AMD Unified Video Decoder


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This paper looks at the challenges of HD playback on the PC and the dedicated set of technologies implemented by AMD Radeon graphics processing units (GPUs) that provide efficient and flexible playback of this content.

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AMD Unified Video Decoder

  1. 1. White Paper | AMD Unified Video Decoder (UVD)Table of Contents INTRODUCTION 2 SEAMLESS EFFICIENT HD PLAYBACK 2 Unified Video Decoder (UVD) 2 3rd generation UVD 4 CLEAR CRISP IMAGE QUALITY 5 AMD’s HD post processing 5 Advanced De-interlacing and Inverse Telecine 5 Display Resolutions beyond 1080p 6 Color Vibrancy and Adjustments 6 Noise Reduction and Edge Enhancement 7 AMD Steady Video 2.0 8 ACCELERATED VIDEO TRANSCODING 9 Video Codec Engine (VCE) 10 SUMMARY 11 June, 2012
  2. 2. INTRODUCTIONThanks to a wide variety of sources, High Definition (HD) content is now a prevalent format amongconsumers, who are constantly looking for an immersive entertainment experience. From traditionalmedia, like broadcast and discs (e.g. Blu-ray Disc™), to new sources such as streaming online videosand HD-capable smartphone cameras, HD is everywhere.Another revolution has also unfolded over the last few years, as customers now own more mediaconsumption devices than ever before: smartphones, tablets, laptops, game consoles, PCs, handheldconsoles and PMPs are all HD video-ready. However, the personal computer (PC) remains for manyusers the central component to consume and manage their multimedia content, thanks to its flexibility insupporting multiple multimedia formats, high storage capacity and networking capabilities. All of this hasallowed the PC to remain an authoritative hub for sharing with other companion devices.This paper looks at the challenges of HD playback on the PC and the dedicated set of technologiesimplemented by AMD Radeon™ graphics processing units (GPUs) that provide efficient and flexibleplayback of this content.SEAMLESS EFFICIENT HD PLAYBACKUnified Video Decoder (UVD)To enable full HD video decode on a complete range of PC graphics solutions, AMD introduced theUnified Video Decoder (UVD) with AMD Radeon™ HD 2600 and HD 2400 family of products. UVD is adedicated hardware video decoding block that facilitates the full, bit-accurate decoding of VC-1 or H.264/AVC-encoded video. Figure 1 illustrates a functional diagram of the decoding stages of the first-generationUVD block introduced on the aforementioned AMD Radeon™ HD 2000 Series products. Figure 1: First-gen Unified Video DecoderBy utilizing dedicated hardware for decoding of VC-1 and H.264 via UVD, the central processing unit(CPU) is decoupled from the video decoding process, including the CPU-intensive entropy decodingstage. Through offloading the decode process from the CPU to the GPU, the system’s processor is freedto handle other tasks for the user. White Paper | AMD Unified Video Decoder (UVD) 2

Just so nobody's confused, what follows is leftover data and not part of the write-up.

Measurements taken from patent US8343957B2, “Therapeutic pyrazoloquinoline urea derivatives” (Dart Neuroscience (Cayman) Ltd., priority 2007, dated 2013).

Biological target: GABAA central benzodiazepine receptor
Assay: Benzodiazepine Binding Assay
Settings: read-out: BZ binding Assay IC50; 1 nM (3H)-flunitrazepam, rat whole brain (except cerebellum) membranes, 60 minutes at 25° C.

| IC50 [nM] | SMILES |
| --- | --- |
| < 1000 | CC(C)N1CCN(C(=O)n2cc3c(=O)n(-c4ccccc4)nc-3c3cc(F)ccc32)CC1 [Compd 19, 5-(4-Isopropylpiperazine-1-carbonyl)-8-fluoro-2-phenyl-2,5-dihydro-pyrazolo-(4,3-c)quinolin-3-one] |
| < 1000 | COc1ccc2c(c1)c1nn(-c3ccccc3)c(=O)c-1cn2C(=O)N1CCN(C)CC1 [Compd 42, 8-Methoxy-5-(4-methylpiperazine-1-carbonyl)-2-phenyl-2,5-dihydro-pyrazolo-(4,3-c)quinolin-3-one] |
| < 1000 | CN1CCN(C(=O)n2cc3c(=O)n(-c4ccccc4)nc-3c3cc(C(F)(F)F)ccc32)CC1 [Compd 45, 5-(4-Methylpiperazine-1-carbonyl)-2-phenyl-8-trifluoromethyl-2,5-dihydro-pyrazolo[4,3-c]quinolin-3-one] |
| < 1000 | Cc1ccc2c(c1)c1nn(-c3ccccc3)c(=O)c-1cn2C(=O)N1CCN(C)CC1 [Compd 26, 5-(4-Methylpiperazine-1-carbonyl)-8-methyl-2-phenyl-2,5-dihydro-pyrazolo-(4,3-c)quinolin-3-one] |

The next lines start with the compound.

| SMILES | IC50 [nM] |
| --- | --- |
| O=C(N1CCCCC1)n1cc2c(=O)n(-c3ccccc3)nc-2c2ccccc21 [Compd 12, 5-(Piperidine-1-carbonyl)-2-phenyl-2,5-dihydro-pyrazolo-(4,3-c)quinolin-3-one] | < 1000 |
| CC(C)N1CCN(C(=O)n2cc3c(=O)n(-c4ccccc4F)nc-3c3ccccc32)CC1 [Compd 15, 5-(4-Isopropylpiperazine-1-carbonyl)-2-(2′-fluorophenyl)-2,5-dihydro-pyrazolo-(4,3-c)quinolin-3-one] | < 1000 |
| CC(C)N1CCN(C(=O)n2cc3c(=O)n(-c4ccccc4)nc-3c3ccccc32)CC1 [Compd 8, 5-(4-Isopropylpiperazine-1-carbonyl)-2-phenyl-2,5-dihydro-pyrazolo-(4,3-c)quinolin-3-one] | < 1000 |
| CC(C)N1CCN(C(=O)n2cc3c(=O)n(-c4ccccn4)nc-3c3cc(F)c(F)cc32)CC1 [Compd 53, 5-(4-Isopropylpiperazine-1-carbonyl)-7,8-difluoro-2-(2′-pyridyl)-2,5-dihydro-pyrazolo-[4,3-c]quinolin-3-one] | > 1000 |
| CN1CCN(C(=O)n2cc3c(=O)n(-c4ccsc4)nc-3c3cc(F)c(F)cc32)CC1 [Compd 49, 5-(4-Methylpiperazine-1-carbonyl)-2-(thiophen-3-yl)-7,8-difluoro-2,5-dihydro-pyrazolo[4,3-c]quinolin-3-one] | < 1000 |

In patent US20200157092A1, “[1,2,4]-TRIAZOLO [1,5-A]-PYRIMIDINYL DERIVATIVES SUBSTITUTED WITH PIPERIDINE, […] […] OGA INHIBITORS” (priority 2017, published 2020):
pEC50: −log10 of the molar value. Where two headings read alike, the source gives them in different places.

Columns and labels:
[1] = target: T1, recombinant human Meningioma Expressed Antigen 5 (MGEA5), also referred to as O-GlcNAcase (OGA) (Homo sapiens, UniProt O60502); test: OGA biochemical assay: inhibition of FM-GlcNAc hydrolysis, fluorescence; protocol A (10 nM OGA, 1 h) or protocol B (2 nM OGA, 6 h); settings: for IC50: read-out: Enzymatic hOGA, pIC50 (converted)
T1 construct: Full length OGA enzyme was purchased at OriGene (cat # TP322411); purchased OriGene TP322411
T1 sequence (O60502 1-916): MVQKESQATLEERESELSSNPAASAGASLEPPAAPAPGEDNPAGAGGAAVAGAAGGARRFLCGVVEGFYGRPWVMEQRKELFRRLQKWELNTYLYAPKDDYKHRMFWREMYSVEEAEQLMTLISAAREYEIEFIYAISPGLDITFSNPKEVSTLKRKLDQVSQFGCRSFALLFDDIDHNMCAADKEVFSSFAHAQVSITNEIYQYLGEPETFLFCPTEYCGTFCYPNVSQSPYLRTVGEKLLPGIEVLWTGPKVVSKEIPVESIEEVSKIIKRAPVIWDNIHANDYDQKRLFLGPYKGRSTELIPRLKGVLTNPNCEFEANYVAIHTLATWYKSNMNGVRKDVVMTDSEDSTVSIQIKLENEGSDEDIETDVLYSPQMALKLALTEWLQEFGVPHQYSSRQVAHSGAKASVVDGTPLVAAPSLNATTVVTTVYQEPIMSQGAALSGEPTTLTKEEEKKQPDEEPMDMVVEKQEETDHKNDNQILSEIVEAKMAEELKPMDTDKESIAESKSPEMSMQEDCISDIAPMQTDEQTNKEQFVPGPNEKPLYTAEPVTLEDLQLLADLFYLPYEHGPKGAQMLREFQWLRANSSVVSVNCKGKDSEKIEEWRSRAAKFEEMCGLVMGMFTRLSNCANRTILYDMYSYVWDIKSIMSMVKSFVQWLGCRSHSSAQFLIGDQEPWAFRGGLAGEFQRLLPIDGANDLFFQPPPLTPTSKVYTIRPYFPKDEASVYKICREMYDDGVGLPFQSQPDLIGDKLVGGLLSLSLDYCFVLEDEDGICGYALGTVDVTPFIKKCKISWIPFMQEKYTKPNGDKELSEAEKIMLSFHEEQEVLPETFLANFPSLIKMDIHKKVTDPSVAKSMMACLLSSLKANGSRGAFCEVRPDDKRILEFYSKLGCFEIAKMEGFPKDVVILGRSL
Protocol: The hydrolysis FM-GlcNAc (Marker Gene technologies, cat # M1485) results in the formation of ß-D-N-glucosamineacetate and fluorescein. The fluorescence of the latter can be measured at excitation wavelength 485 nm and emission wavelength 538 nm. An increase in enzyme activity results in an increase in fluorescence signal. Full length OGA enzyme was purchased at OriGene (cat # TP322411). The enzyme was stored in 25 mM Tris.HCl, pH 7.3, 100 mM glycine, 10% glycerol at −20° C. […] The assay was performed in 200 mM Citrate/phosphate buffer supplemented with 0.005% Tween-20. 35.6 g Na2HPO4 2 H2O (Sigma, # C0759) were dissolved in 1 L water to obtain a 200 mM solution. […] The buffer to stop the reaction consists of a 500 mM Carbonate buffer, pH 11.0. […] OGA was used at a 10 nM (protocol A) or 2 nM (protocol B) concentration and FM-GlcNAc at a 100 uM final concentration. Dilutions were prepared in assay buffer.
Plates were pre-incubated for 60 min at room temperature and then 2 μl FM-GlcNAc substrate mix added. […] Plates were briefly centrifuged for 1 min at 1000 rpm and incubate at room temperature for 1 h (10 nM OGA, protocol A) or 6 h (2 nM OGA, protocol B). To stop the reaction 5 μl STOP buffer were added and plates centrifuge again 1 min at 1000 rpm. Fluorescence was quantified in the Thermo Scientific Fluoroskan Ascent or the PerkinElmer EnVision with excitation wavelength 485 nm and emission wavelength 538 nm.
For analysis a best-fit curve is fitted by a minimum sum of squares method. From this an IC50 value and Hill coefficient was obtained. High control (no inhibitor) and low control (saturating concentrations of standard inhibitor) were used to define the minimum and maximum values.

3. 3. In Figure 2, CPU utilization is measured during playback of a Hollywood movie, encoded in H.264 at1080p.1 In our example case there is only 16% CPU utilization with UVD, representing a reduction in CPUworkload of nearly 70%, which may now be reallocated to tasks of the user’s choosing. The remaining16% CPU utilization is the operating system (OS) and application overhead required when playing backfrom an HD optical source. With UVD, VC-1 decoding also benefits from the same low CPU utilization.One potential benefit of switching processing from a CPU-based software decoder to a dedicated, GPU-based solution is lower overall system power utilization. This decrease in power utilization is beneficial ina notebook PCs because HD playback processing places a greater burden on the battery. For desktopcomputers used as Home Theater PCs (HTPCs) low CPU utilization could lead to a cooler CPU and aquieter CPU fan, leading to a quieter environment during video playback 100% 90% 80% 85% 70% 60% 50% 40% 30% 20% 10% 16%. CPU decode 0 UVD Figure 2: Example of CPU utilization during H.264 playback [HD Playback CPU Usage (%) Lower is Better. Desktop resolution: 2560x1600]1 System configuration: AMD Athlon™ 64 X2 6400+ (3.2 GHz), 2GB DDR2-800 and Windows Vista® Ultimate. Source movie: Casino Royale © 2006 Metro-Goldwyn-Mayer Inc. White Paper | AMD Unified Video Decoder (UVD) 3